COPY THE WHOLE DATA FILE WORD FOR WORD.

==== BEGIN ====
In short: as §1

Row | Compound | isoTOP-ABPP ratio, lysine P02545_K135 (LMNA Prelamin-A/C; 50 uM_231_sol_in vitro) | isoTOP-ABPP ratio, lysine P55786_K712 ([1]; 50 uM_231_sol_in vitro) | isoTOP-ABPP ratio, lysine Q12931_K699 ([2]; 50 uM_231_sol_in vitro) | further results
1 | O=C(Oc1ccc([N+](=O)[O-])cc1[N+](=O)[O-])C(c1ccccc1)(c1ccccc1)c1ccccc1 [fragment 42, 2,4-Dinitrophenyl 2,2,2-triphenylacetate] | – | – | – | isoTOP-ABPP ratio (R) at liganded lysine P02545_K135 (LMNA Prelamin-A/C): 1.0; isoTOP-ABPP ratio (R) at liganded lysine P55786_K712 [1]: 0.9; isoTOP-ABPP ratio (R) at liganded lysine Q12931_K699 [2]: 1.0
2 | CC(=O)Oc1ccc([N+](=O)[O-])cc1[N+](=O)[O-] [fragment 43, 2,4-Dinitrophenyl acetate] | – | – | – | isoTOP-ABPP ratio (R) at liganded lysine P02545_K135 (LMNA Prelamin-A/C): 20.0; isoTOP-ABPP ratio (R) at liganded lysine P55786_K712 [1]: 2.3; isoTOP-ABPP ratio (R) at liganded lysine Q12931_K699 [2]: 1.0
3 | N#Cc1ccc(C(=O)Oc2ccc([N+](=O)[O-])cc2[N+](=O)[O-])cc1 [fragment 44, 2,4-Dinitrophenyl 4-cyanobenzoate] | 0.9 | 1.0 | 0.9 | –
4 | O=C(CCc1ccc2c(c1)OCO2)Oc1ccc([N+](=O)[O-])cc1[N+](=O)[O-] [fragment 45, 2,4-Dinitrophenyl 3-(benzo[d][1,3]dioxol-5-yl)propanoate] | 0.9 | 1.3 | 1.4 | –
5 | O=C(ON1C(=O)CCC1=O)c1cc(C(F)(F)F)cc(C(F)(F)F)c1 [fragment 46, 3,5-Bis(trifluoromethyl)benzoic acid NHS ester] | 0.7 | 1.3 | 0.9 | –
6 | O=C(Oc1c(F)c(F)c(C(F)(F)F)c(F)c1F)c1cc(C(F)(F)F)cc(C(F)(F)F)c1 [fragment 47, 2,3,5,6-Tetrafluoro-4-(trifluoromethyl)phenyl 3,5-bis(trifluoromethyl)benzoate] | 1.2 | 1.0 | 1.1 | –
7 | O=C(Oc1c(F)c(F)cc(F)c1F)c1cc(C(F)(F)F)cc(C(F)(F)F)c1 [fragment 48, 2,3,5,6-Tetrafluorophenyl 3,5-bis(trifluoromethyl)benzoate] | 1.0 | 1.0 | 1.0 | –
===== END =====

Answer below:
In short: as §1

Row | Compound | isoTOP-ABPP ratio, lysine P02545_K135 (LMNA Prelamin-A/C; 50 uM_231_sol_in vitro) | isoTOP-ABPP ratio, lysine P55786_K712 ([1]; 50 uM_231_sol_in vitro) | isoTOP-ABPP ratio, lysine Q12931_K699 ([2]; 50 uM_231_sol_in vitro) | further results
1 | O=C(Oc1ccc([N+](=O)[O-])cc1[N+](=O)[O-])C(c1ccccc1)(c1ccccc1)c1ccccc1 [fragment 42, 2,4-Dinitrophenyl 2,2,2-triphenylacetate] | – | – | – | isoTOP-ABPP ratio (R) at liganded lysine P02545_K135 (LMNA Prelamin-A/C): 1.0; isoTOP-ABPP ratio (R) at liganded lysine P55786_K712 [1]: 0.9; isoTOP-ABPP ratio (R) at liganded lysine Q12931_K699 [2]: 1.0
2 | CC(=O)Oc1ccc([N+](=O)[O-])cc1[N+](=O)[O-] [fragment 43, 2,4-Dinitrophenyl acetate] | – | – | – | isoTOP-ABPP ratio (R) at liganded lysine P02545_K135 (LMNA Prelamin-A/C): 20.0; isoTOP-ABPP ratio (R) at liganded lysine P55786_K712 [1]: 2.3; isoTOP-ABPP ratio (R) at liganded lysine Q12931_K699 [2]: 1.0
3 | N#Cc1ccc(C(=O)Oc2ccc([N+](=O)[O-])cc2[N+](=O)[O-])cc1 [fragment 44, 2,4-Dinitrophenyl 4-cyanobenzoate] | 0.9 | 1.0 | 0.9 | –
4 | O=C(CCc1ccc2c(c1)OCO2)Oc1ccc([N+](=O)[O-])cc1[N+](=O)[O-] [fragment 45, 2,4-Dinitrophenyl 3-(benzo[d][1,3]dioxol-5-yl)propanoate] | 0.9 | 1.3 | 1.4 | –
5 | O=C(ON1C(=O)CCC1=O)c1cc(C(F)(F)F)cc(C(F)(F)F)c1 [fragment 46, 3,5-Bis(trifluoromethyl)benzoic acid NHS ester] | 0.7 | 1.3 | 0.9 | –
6 | O=C(Oc1c(F)c(F)c(C(F)(F)F)c(F)c1F)c1cc(C(F)(F)F)cc(C(F)(F)F)c1 [fragment 47, 2,3,5,6-Tetrafluoro-4-(trifluoromethyl)phenyl 3,5-bis(trifluoromethyl)benzoate] | 1.2 | 1.0 | 1.1 | –
7 | O=C(Oc1c(F)c(F)cc(F)c1F)c1cc(C(F)(F)F)cc(C(F)(F)F)c1 [fragment 48, 2,3,5,6-Tetrafluorophenyl 3,5-bis(trifluoromethyl)benzoate] | 1.0 | 1.0 | 1.0 | –